One of the things that makes a good comic book great is when the characters are treated with love by their creators. Sure, you can have an addictive series that keeps people coming back year after year, but it seems to me, especially now, that some of the heart has gone out of the modern comic book. More flash and hooks than actually caring about the stories being told. The typical issue I pick up these days feels like popcorn. I love the rush of the spectacular art, and the state of color separation. Its never been better than today. But, after its over… A little part of me feels empty. I don’t feel as connected to the characters as I used to. I don’t need the gimmick of a broken spine or a mind swapped hero, I want to see into the heart of the characters… If you’re missing that too, then here’s one for you. This week’s Back Issue Bin to the Future takes us to Excalibur #40.
This issue opens with Lockheed, Shadowcat‘s draconic companion, laying on an operating table while the Excalibur team looks on from an observation booth. Kitty Pryde watches helplessly while Kurt Wagner, Nightcrawler, puts a hand on her shoulder. With a “poik” sound, Lockheed opens his eyes and looks down at his body. He wonders, in humorous rhyme, if he is dead as he gets drawn to a ship in space. He finds its run by members of his race. They put him on trial for breaking their “sacredest of laws,” abandoning the community. The penalty is death, should he be found guilty.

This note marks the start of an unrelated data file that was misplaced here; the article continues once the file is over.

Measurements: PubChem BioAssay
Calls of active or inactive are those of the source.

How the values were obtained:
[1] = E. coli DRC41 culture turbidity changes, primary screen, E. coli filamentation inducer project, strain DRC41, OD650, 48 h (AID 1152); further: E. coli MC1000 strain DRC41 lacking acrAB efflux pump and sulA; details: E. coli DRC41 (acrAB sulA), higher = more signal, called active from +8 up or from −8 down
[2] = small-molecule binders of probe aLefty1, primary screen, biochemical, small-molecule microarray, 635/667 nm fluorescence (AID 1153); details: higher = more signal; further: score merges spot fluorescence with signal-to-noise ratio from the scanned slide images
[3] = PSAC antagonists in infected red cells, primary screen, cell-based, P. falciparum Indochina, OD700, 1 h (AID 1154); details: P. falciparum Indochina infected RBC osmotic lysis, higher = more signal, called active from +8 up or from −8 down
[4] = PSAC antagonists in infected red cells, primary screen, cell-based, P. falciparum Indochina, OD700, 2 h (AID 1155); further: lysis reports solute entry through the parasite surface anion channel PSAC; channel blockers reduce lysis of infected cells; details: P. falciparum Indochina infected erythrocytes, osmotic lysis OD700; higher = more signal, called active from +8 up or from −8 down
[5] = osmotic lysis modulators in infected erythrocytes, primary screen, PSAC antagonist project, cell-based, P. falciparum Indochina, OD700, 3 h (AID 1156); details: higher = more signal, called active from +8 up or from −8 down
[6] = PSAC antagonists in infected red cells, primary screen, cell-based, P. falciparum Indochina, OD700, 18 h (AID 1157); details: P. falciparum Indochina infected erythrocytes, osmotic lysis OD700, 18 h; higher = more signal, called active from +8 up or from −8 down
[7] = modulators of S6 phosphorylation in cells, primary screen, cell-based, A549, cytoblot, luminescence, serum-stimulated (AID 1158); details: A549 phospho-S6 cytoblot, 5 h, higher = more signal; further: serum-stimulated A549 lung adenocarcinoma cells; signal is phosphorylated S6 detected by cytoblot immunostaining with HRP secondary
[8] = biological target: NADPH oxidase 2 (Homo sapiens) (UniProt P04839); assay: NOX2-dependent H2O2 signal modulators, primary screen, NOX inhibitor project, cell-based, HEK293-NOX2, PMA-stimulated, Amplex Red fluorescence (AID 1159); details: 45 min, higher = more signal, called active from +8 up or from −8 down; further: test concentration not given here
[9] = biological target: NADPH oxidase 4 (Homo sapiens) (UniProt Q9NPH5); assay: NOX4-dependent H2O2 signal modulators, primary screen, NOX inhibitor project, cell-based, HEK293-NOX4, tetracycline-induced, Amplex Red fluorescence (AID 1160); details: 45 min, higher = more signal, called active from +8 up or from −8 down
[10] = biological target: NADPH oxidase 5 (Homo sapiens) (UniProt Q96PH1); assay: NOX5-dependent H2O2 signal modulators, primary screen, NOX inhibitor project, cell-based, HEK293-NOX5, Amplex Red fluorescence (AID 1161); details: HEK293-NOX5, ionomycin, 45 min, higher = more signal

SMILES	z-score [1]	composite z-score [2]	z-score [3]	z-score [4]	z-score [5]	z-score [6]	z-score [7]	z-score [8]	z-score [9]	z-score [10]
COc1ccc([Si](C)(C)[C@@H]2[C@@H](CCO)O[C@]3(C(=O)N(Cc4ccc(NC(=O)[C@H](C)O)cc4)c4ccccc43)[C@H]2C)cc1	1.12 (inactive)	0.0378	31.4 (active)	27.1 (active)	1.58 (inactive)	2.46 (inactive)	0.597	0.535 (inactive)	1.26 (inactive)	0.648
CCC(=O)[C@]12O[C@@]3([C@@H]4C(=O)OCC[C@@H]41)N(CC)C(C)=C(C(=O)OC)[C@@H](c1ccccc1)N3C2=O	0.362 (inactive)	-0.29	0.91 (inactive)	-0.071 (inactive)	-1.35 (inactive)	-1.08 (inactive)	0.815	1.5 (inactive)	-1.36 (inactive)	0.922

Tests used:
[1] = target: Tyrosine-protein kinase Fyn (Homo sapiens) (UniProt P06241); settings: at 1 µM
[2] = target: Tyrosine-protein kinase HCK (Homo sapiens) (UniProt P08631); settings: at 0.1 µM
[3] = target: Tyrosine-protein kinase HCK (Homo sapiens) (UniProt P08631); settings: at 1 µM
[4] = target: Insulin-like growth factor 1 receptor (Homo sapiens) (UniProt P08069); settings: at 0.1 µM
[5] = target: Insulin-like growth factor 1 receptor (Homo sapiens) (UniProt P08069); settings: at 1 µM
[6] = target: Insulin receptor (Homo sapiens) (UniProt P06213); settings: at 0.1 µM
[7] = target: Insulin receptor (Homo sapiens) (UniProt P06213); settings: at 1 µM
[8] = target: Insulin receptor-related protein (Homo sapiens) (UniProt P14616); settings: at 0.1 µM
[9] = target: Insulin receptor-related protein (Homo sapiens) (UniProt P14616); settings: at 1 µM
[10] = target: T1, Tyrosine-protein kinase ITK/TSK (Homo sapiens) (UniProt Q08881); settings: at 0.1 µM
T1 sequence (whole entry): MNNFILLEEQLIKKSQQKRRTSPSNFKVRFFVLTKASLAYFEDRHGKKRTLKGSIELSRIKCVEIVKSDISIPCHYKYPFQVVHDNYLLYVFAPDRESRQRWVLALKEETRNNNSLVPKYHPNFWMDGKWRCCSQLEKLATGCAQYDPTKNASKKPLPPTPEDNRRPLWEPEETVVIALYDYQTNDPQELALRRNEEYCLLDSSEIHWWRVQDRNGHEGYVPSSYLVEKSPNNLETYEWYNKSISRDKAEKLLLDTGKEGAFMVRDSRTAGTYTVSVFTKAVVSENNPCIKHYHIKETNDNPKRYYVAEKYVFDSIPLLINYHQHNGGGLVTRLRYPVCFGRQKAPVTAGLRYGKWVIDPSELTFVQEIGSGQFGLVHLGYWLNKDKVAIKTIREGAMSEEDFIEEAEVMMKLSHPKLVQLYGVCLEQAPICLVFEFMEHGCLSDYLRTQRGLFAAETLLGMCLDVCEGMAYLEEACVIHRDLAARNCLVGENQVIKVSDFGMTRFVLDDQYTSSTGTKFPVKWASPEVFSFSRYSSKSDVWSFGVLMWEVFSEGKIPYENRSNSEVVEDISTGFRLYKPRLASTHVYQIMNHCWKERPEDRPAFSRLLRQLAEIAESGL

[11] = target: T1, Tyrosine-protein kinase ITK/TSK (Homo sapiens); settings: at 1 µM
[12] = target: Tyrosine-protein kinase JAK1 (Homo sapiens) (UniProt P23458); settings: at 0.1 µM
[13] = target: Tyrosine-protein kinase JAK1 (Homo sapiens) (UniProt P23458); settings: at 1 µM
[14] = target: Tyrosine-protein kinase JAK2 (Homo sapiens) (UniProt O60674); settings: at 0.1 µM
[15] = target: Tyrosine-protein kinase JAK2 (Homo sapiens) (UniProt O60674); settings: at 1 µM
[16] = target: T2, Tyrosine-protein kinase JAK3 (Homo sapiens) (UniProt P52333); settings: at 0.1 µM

To defend himself, he gives an endearing origin for each member of Excalibur. His tale puts a number of the crew to sleep, including the pilots, but he rights the ship before any harm is done and returns to be judged. Seeing as he has just saved them all, they show mercy on him and exile him instead.
The story is heart felt and humorous, being told almost entirely in “Dragon-speak” which the editors were kind enough to translate for us. Although at one point, the rhymes don’t quite work, they point out with another editor’s note that it’s only a loose translation after all. We even see the dragonette that he left standing at the alter so he could run off and join Excalibur. The “Dragon-speak” is definitely the best part of this issue. It sort of strikes me like a child’s story book written by Shakespeare. The writing comes from Scott Lobdell.
The art is crisp and bright, especially for being published before digital coloring effects. The variety of characters from Lockheed’s race was very entertaining to see. From the regal judge and stoic guards to the curmudgeon prosecutor and the jilted bride. Dave Hoover really breathed life into Lockheed’s people. The colors really pop to this day, with the contrast of dark blues and bright yellows. It sort of reminds me of epic W.o.W. gear. Too bad we will never see his kind again…
I never much cared for the Excalibur series even though it had three of my favorite characters, Shadowcat, Lockheed and Nightcrawler. Shadowcat and Lockheed in particular. But this issue has held a place near and dear to my heart ever since I was a teen.
Giving Lockheed a voice and showing us his people and culture, if only briefly, was immensely entertaining and endearing. It was one of those moments that I really treasured, a break from the action, a chance to get to see the characters from an entirely different perspective. I miss that, it seems like the need for action is so forced we don’t get the chance to learn about them more than as one dimensional ‘power sets’. Its okay to break up the action and just let us see how our favorite characters deal with the more common aspects of life. It gives them heart and depth.
Parental Concern: No violence to speak of unless the image of an unconscious Dragon on an operating table disturbs you, or the concept of the death penalty isn’t something you want to explain to your preteen. I think the humorous tone of rhyming Dragon-speak makes it clear that there’s nothing to fear.